In Portafolio, several leaders from different Colombian business sectors give their support to the upcoming peace talks, hopeful that if peace negotiations are successful it will be very good for the economy
Just in case those articles were a bit difficult to read in Spanish, we’ve included here some English-language coverage.
Scholar Milburn Line calls for the United States to do a better job in visibly supporting the peace talks. The article suggests it’s time for the U.S. to reexamine its foreign policy in Colombia, including the impact of Plan Colombia, and vigorously support peace negotiations that are more rewarding for U.S. foreign policy and legacy in the region.
Colombia Report’s editorial describes the peace process as a complex process that must incorporate all Colombians, with emphasis on the populations affected most by the conflict, in order to have a successful peace negotiation and sustainable peace throughout the country. It prioritizes systems and strategies for fully supported demobilization and long-term reintegration programs for those fighting.
This Colombia Reports op-ed suggests that the peace talks are “destined to fail” because, in its opinion, the conditions of these negotiations are no different than those of the past. It also argues that the FARC is a terrorist organization that the “desperate-to-please” Santos administration should not negotiate with.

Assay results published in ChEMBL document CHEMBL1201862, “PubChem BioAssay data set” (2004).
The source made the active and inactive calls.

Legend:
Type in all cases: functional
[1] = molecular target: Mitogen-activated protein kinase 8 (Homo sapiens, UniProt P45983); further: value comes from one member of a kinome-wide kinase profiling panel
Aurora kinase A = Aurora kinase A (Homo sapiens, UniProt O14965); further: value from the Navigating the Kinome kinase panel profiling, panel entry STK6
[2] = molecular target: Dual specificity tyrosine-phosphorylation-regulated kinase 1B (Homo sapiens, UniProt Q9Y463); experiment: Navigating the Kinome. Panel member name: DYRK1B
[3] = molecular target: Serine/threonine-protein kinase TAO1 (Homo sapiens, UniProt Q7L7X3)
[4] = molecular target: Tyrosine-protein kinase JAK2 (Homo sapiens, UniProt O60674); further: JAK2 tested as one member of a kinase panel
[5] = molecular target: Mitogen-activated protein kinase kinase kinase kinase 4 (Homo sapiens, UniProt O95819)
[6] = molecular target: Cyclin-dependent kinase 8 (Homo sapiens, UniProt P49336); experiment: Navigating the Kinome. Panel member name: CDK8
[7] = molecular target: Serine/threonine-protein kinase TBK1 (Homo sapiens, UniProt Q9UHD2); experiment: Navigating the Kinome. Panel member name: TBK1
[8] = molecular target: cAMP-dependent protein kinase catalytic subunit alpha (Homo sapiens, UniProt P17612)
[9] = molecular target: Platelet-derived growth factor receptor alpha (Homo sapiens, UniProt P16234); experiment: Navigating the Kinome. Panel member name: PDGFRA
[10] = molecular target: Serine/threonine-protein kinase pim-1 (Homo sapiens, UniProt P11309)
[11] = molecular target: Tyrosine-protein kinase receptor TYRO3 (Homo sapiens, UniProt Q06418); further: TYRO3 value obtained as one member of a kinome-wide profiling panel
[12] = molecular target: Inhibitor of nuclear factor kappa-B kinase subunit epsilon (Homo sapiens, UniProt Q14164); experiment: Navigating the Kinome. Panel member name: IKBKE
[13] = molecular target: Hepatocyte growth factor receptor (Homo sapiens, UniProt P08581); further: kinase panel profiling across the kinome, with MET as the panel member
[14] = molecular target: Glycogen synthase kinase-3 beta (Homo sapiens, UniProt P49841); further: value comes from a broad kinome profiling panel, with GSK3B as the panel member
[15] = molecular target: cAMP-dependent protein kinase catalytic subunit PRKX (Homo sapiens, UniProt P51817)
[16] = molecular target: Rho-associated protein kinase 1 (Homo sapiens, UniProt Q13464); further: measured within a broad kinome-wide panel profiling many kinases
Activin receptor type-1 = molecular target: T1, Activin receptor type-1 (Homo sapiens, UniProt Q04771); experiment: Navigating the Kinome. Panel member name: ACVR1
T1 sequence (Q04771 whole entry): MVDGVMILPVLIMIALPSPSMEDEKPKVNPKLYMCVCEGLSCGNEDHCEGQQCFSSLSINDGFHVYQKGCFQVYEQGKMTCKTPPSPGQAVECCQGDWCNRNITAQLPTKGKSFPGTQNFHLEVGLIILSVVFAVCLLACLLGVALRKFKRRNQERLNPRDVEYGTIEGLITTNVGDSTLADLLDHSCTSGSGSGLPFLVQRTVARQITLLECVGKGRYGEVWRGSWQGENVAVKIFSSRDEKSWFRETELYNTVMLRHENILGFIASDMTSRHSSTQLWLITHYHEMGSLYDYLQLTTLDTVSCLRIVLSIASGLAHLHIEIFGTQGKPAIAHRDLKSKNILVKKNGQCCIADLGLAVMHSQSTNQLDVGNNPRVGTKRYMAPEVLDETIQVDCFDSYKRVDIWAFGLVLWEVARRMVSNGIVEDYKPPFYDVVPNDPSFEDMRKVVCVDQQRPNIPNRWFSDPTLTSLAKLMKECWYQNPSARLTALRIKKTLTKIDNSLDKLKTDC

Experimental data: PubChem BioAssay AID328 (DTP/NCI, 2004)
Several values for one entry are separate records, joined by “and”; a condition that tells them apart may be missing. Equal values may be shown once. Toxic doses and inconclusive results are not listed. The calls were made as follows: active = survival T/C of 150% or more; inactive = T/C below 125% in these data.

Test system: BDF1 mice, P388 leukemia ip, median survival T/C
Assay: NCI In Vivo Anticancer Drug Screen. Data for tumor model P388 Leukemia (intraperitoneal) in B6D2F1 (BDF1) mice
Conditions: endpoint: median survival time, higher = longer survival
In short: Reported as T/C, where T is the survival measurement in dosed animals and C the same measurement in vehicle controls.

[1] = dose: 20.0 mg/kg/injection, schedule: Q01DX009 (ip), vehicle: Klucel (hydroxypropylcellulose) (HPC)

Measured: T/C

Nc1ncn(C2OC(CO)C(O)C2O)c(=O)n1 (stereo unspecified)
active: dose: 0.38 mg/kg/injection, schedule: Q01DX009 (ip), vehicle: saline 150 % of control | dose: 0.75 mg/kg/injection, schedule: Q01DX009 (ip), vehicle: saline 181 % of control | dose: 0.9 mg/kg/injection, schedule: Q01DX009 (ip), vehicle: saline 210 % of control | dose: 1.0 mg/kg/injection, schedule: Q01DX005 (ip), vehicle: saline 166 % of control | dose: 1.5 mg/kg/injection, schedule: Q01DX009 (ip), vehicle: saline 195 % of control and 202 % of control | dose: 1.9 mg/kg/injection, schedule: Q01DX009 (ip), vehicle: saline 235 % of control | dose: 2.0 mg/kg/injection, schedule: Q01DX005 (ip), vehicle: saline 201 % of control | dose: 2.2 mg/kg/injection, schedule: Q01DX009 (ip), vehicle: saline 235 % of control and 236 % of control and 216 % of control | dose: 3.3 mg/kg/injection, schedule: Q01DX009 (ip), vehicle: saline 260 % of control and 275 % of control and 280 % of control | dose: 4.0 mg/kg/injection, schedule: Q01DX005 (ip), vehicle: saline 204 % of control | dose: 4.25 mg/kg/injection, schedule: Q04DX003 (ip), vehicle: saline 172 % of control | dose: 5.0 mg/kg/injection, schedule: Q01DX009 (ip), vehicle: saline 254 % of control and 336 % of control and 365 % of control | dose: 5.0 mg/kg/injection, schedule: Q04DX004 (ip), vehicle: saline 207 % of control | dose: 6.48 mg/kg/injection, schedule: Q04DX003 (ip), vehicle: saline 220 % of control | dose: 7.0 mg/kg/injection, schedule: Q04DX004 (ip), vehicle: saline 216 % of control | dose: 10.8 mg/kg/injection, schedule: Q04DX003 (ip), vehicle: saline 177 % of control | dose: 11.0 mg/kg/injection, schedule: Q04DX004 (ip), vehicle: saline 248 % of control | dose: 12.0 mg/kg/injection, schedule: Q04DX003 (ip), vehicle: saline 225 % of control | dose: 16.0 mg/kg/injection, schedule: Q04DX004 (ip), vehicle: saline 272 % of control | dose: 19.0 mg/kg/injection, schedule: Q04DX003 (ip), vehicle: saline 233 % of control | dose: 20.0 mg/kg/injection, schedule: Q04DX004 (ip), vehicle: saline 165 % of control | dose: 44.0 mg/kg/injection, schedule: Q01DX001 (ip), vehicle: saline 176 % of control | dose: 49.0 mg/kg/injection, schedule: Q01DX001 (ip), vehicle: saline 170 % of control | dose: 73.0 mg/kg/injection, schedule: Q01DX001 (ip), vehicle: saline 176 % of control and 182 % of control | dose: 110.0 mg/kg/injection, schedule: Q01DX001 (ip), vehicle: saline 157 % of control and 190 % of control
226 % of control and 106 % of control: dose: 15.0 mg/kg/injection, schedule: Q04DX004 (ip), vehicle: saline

This blog in the Financial Times examines the international politics and possible motives of the peace process, ultimately arguing that successful negotiations are win-win for all: Colombia will have achieved peace and President Santos stands to gain a potential boost in popularity; Cuba creates a reason for the U.S. to relax its embargo; Venezuela helps end gun-smuggling which is good for the region; and the U.S. Plan Colombia policy can be seen as a success and will save the U.S. money not supporting Colombia anymore.
A fairly optimistic article in Commentary Magazine that says peace talks have the potential to be successful this time around mainly due to the fact that “the FARC has been essentially defeated militarily” as a result of the crushing setbacks by the military under the Uribe Administration, forcing the FARC to now negotiate.
Finally, here are some very valuable experts in themes such as conflict resolution and regional security policy.
Hear actual voices from Colombian civil society in this live recording from the event, “The Colombian Peace Talks: Perspectives from Civil Society,” hosted by the Washington Office on Latin America and cosponsored by LAWGEF and other groups.
Colombia Calls is a great blog from long-time astute observer of the peace process and senior program officer for Latin America in the Center of Innovation at the U.S. Institute for Peace, Ginny Bouvier.
The International Crisis Group’s official report is an excellent, comprehensive analysis on the state of the armed conflict and peace negotiations.
The Washington Office on Latin America’s Adam Isacson, Senior Associate for Regional Security Policy, weighs in with reasons to be more optimistic with this peace process than with past attempts and some possible obstacles.
Aldo Civico, professor of anthropology at Rutgers University, has this insightful blog on “Engaged Anthropology, Peace Building, and Human Rights.” Civico has served as a conflict resolution facilitator to international institutions, government, corporations and non-governmental organizations in Italy, Haiti, Mexico, Brazil and Colombia.